The Direct Foreign Capital Investment Law of 2001 is designed to promote FDI in Kuwait. It authorizes tax holidays of up to ten years for new foreign investors; facilitates the entry of expatriate labor; authorizes land grants and duty-free import of equipment; provides guarantees against expropriation without compensation; ensures the right to repatriate profits; and, protects the confidentiality of proprietary information in investment applications, with penalties for government officials who reveal such data to unauthorized persons. New investors are protected against any future changes to the law. Full benefit of these incentives, however, is linked to the percentage of Kuwaiti labor employed by the new venture. The investor is also obliged to preserve the safety of the environment, uphold public order and morals, and comply with instructions regarding security and public health.

Limits on Foreign Control

Under Kuwait’s Direct Foreign Capital Investment Law of 2001, foreign firms are permitted 100% foreign ownership in certain industries including: infrastructure (water, power, waste water treatment, and communications); insurance; information technology and software development; hospitals and pharmaceuticals; air, land, and sea freight; tourism, hotels, and entertainment; housing projects and urban development; and investment.

Projects involving oil and gas exploration and production are not authorized for foreign investment in Kuwait, however, due to the prevailing interpretation of Article 21 of the Kuwaiti Constitution that limits ownership rights of natural resources.

In a move to redouble efforts to attract Direct Investment and to increase industrial promotion, the National Assembly in May 2013 amended the 2001 law and passed a new FDI law calling for the establishment of the Kuwait Direct Investment Promotion Authority to replace the Kuwait Foreign Investment Bureau. (The provisions of the 2001 law are still valid.) Providing what the Government of Kuwait describes as an A-to-Z roadmap for doing business in Kuwait, the 2013 law aims to improve Kuwait’s challenging investment climate and to support the growth of commercial entities in Kuwait. Among its key initiatives is the creation of a “one-stop shop” for licensing and incorporation within the Ministry of Commerce and Industry (MOCI) intended to simplify the complex Kuwaiti bureaucracy that too often deters U.S. businesses from investing in Kuwait. The new “one window system” will place representatives from all relevant Government of Kuwait ministries in one location to streamline the application and licensing processes for new businesses in Kuwait. In April 2014, the MOCI approved the regulations for the law, which are now awaiting Cabinet ratification and publication in the Kuwait official gazette. The revised “negative list” of industries closed to foreign investment is still being drafted, and the “one-stop shop” window is not yet open.

Competition Policy

Under the 1964 Public Tenders Law, all bids for government-funded projects (excluding military and security programs) in excess of KD 5,000 ($17,500) must be submitted to the Central Tenders Committee (CTC). Foreign companies may not bid on these contracts unless they partner with a Kuwaiti agent, who is responsible for submitting the tender documentation to the CTC. The 2012 Commercial Companies Law does not provide any changes to the local agent requirements for foreign companies to operate in Kuwait. A new CTC bill is being reviewed by Parliament’s Financial Committee. The bill calls for increasing the existing ceiling for direct contracts that do not require CTC approval to KD 20,000 ($72,000), provides for a 15% cost differential preference for domestic companies, and mandates that a single tender not be allowed to be redistributed as a sub-tender.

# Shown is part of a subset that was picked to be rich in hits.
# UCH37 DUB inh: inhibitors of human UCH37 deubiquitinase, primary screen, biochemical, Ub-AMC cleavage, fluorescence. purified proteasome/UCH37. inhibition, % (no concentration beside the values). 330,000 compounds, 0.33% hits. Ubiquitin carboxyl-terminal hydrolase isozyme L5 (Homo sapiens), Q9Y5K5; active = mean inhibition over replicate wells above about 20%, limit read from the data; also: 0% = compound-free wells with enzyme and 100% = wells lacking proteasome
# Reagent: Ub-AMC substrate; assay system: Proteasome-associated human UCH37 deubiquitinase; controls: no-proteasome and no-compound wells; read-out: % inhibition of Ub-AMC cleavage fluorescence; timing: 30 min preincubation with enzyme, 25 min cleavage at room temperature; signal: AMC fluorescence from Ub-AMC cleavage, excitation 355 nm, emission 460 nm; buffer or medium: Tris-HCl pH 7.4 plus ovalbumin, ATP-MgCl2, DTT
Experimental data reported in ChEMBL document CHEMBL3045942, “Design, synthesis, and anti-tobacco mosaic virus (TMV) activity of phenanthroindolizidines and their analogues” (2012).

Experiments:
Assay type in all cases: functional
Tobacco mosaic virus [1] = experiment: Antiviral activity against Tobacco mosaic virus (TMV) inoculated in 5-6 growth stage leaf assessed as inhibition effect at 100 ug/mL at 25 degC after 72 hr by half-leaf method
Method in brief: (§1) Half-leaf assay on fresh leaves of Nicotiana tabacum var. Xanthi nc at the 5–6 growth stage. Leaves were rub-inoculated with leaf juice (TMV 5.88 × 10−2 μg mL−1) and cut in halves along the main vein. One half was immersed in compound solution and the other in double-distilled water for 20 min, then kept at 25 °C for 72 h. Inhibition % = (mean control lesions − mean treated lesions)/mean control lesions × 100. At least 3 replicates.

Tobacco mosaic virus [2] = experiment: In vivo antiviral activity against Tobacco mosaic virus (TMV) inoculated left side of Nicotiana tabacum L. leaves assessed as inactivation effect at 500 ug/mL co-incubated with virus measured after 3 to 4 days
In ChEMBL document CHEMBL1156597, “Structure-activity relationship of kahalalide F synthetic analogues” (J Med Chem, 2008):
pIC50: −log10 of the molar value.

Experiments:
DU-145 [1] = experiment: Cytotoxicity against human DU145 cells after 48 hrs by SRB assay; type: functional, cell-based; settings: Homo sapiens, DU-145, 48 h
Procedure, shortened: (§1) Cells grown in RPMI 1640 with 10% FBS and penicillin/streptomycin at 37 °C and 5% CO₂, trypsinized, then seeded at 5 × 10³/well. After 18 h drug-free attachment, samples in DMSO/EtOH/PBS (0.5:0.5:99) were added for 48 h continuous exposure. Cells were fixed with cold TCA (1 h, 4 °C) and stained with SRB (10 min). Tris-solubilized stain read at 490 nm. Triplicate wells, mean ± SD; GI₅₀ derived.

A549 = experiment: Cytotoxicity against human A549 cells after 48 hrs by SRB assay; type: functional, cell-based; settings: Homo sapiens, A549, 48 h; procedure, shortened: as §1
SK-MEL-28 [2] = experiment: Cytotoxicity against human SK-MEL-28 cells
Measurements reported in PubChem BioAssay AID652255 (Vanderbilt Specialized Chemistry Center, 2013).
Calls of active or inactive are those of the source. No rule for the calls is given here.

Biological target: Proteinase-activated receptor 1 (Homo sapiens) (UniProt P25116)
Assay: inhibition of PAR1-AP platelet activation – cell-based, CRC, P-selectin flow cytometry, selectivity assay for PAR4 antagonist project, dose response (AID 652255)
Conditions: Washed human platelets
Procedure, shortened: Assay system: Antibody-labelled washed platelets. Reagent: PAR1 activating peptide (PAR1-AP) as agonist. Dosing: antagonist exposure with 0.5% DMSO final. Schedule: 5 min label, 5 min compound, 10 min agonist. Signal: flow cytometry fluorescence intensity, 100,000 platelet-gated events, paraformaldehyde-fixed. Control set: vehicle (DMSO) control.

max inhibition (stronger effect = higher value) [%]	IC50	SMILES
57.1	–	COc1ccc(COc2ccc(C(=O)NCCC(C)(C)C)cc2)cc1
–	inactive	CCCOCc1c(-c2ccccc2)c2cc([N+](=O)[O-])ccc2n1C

Foreign firms are excluded from investing in the upstream petroleum sector (based on the prevailing interpretation of constitutional provisions that make all natural resources the property of the State), although they are permitted to participate in some downstream activities. The Dow Chemical Company and the Petrochemical Industries Company (PIC), a subsidiary of Kuwait Petroleum Corporation (KPC), each own 42.5% of the EQUATE Petrochemical Company joint venture, established in 1995. Dow and PIC also agreed in November 2008 to establish a 50-50, $17.4 billion joint venture firm, called K-Dow Petrochemicals. On December 28, 2008, however, the Government of Kuwait instructed Kuwait’s Supreme Petroleum Council to cancel the joint venture in light of the 2008 economic downturn. The deal had attracted sharp criticism by some members of Parliament, and Dow filed a $2.5 billion lawsuit against PIC. In March 2012, a UK arbitration court awarded Dow $2.16 billion in damages for the canceled contract. Dow received its awarded payment in May 2013.

The nationalized oil industry continues to dominate Kuwait’s economy, despite some diversification efforts by the government. The government acquired major holdings in private Kuwaiti firms, particularly banks and insurance companies, following stock market crashes in 1979 and 1982. After Kuwait’s liberation from Iraq in 1991, the government passed a debt settlement law, and purchased outstanding debt arising from the stock market crashes and the Gulf War. Between 1995 and 1998, the government successfully divested over 50 percent of its equity holdings in private firms by selling off its full holdings in 28 firms and portions of its holdings in 17 other firms, earning around $3.2 billion. In September 2012, the government increased the amount of a deducted percentage of state oil revenues for a “Future Generations” reserve fund from 10 to 25 percent effective from the fiscal year 2012-2013 to be managed by the Kuwait Investment Authority.

Kuwait Stock Exchange